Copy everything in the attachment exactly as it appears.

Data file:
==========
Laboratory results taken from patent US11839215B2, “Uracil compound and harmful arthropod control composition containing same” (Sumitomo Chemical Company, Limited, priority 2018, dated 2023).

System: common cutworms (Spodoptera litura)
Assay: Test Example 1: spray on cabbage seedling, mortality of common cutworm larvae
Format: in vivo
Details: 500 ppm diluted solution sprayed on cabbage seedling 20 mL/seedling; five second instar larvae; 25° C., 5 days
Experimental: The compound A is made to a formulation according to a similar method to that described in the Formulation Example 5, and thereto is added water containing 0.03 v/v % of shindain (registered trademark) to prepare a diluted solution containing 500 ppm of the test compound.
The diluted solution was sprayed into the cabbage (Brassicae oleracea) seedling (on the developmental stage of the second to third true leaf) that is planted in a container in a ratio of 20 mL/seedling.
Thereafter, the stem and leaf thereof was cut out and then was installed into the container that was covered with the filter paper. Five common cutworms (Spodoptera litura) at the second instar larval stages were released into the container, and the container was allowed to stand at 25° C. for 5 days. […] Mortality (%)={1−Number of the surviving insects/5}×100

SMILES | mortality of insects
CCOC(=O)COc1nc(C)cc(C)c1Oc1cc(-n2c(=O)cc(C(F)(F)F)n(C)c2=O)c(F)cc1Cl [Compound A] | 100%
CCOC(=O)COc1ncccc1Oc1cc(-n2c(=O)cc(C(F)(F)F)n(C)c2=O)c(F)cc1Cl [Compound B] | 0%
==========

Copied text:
Laboratory results taken from patent US11839215B2, “Uracil compound and harmful arthropod control composition containing same” (Sumitomo Chemical Company, Limited, priority 2018, dated 2023).

System: common cutworms (Spodoptera litura)
Assay: Test Example 1: spray on cabbage seedling, mortality of common cutworm larvae
Format: in vivo
Details: 500 ppm diluted solution sprayed on cabbage seedling 20 mL/seedling; five second instar larvae; 25° C., 5 days
Experimental: The compound A is made to a formulation according to a similar method to that described in the Formulation Example 5, and thereto is added water containing 0.03 v/v % of shindain (registered trademark) to prepare a diluted solution containing 500 ppm of the test compound.
The diluted solution was sprayed into the cabbage (Brassicae oleracea) seedling (on the developmental stage of the second to third true leaf) that is planted in a container in a ratio of 20 mL/seedling.
Thereafter, the stem and leaf thereof was cut out and then was installed into the container that was covered with the filter paper. Five common cutworms (Spodoptera litura) at the second instar larval stages were released into the container, and the container was allowed to stand at 25° C. for 5 days. […] Mortality (%)={1−Number of the surviving insects/5}×100

SMILES | mortality of insects
CCOC(=O)COc1nc(C)cc(C)c1Oc1cc(-n2c(=O)cc(C(F)(F)F)n(C)c2=O)c(F)cc1Cl [Compound A] | 100%
CCOC(=O)COc1ncccc1Oc1cc(-n2c(=O)cc(C(F)(F)F)n(C)c2=O)c(F)cc1Cl [Compound B] | 0%